Businesses can raise capital in many different ways, including by selling securities. The offer and sale of securities must be registered with the Securities Exchange Commission (SEC) or conducted according to one of the registration exemptions as a private placement. At Cutwater Law, our business attorneys provide individuals and businesses legal advice and representation for securities law matters, including private placements or unregistered securities offerings involving seed, startup and venture capital. Our Nashville securities attorneys also advise clients on crowdfunding.Securities Law
Securities offerings that are exempt from registration with the SEC are called private placements. Generally, companies cannot offer securities under federal securities laws unless the offering has been registered with the SEC or it falls into an exemption from registration. Private and public companies may engage in private placements in order to raise funds from investors.
Private placements are not subject to all of the laws and regulations that apply to public offerings. They may include common or preferred stock, a membership interest in a limited liability company, a note or bond, or limited partnership interests.
Issuers may rely on three SEC rules under Regulation D (Rule 504, Rule 505, and Rule 506) to sell securities in unregistered offerings, and each of these has its own requirements. Even when these exemptions are relied upon, certain notice filings must be made with the SEC and with state securities regulators. If you fail to comply with the applicable securities laws, you or your business's principals can be subject to rescission claims by investors and other penalties.
Rule 504 allows up to $1 million of unregistered securities to be sold in a one-year period. Unless specific added requirements are met, these are restricted securities. That means they were acquired in an unregistered private sale and you are not allowed to resell them in the public marketplace unless the sale is exempt from SEC registration requirements. This exemption cannot be used by a blank check company and companies that use the exemption do not have to file reports under the Securities Exchange Act of 1934.
Rule 505 allows up to $5 million of unregistered securities to be sold in a 12-month period. However, there are limitations about who may purchase them. The business issuing these securities can sell to up to 35 non-accredited investors, but to an unlimited number of accredited investors. When selling to non-accredited investors, certain financial disclosures must be made. However, there is discretion about what to disclose to accredited investors. Whatever is disclosed to accredited investors must also be disclosed to non-accredited investors.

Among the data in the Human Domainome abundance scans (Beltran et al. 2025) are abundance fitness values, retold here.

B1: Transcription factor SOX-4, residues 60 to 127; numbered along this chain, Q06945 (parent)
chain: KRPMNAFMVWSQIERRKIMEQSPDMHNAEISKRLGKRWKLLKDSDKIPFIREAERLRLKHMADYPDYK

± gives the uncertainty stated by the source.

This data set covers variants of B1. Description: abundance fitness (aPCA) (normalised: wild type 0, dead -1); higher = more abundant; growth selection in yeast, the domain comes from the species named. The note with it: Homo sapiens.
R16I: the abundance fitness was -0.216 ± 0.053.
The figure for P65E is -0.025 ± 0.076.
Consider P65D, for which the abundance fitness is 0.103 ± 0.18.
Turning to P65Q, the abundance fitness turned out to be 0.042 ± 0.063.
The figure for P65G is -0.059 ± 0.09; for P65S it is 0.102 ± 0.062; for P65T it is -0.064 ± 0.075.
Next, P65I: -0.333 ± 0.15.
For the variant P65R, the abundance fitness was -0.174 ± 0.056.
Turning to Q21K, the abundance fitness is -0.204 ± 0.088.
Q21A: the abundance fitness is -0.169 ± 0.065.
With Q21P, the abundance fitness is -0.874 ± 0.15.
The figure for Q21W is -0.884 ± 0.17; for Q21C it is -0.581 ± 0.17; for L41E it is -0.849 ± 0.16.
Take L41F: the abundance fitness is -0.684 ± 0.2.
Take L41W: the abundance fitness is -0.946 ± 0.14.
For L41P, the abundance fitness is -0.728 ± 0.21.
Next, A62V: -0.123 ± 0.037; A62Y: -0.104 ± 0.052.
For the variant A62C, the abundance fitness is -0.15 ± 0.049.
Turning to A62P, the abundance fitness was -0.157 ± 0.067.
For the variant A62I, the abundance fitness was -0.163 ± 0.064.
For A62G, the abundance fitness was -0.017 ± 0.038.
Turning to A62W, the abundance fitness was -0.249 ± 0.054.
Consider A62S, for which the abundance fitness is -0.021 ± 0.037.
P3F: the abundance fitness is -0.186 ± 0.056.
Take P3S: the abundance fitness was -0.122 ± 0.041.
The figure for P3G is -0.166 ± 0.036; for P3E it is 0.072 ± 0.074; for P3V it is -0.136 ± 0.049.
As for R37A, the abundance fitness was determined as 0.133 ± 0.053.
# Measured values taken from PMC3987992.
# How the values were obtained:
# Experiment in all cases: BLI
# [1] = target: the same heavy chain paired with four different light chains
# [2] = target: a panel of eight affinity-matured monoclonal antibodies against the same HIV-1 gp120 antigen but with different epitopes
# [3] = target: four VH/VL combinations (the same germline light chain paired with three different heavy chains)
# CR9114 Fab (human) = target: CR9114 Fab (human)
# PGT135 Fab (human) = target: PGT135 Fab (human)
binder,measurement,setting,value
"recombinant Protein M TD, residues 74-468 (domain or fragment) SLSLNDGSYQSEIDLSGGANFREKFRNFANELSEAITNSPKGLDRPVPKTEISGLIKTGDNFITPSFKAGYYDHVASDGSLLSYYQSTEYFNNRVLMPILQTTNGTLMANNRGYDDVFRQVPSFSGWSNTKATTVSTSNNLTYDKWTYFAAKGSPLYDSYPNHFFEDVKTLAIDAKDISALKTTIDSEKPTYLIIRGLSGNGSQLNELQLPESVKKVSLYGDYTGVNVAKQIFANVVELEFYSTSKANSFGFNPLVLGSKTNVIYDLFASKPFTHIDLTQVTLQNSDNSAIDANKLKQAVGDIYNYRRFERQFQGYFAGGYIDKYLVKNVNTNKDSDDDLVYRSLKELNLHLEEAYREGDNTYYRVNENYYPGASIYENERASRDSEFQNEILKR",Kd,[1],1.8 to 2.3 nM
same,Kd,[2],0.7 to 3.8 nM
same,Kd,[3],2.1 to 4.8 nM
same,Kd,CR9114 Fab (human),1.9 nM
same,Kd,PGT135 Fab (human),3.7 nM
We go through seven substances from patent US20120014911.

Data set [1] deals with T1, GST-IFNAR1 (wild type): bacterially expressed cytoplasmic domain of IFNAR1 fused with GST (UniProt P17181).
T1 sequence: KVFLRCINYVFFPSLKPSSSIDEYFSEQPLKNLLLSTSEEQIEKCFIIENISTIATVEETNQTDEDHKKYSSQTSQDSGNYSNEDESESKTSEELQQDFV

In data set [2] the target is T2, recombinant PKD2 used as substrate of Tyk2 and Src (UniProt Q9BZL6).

Rule 506 of Regulation D is a safe harbor provision that has two exemptions that permit companies to raise unlimited funds. For one type, the business cannot use general advertising to sell the securities, but can sell to up to 35 non-accredited buyers that are considered financially sophisticated, and an unlimited number of accredited investors. The business can determine what information to give their accredited investors, but it needs to provide disclosure documents to non-accredited investors that are basically the same as what is used in registered offerings. With the other type of Rule 506 offering, the business is allowed to generally advertise the offering, but all the investors must be accredited investors and the business must take reasonable measures to ensure that the investors are accredited investors. These steps may include reviewing W-2s and other documents.
Some startups are not able to get off the ground because it is expensive to register a public offering or get access to angel investors. For some companies, crowdfunding is a boon that allows for the possibilities of many individual investments by a large group of people online. Although investments must be offered through intermediaries, crowdfunding allows for investment through a funding portal online. The federal Jumpstart Our Business Startups Act establishes a regulatory structure for crowdfunding for startups and small businesses. Title III adds an exemption from the registration requirements of Securities Act Section 5 for specific crowdfunding transactions that meet certain requirements.
There is also a Tennessee crowdfunding exemption that allows investors to contribute up to $10,000 to capital raises and permits Tennessee companies to raise up to $1 million from in-state investors.Consult an Experienced Nashville Securities Lawyer
If you are dealing with securities issues in Nashville, you should consult an experienced Nashville securities attorney. Problems with the fundraising stage can result in rescission claims and could adversely affect your ability to attract venture capitalists and institutional investors down the road. Call us at 615-933-3545 or via our online form. Our attorneys also handle entertainment law matters in the media and sports industries.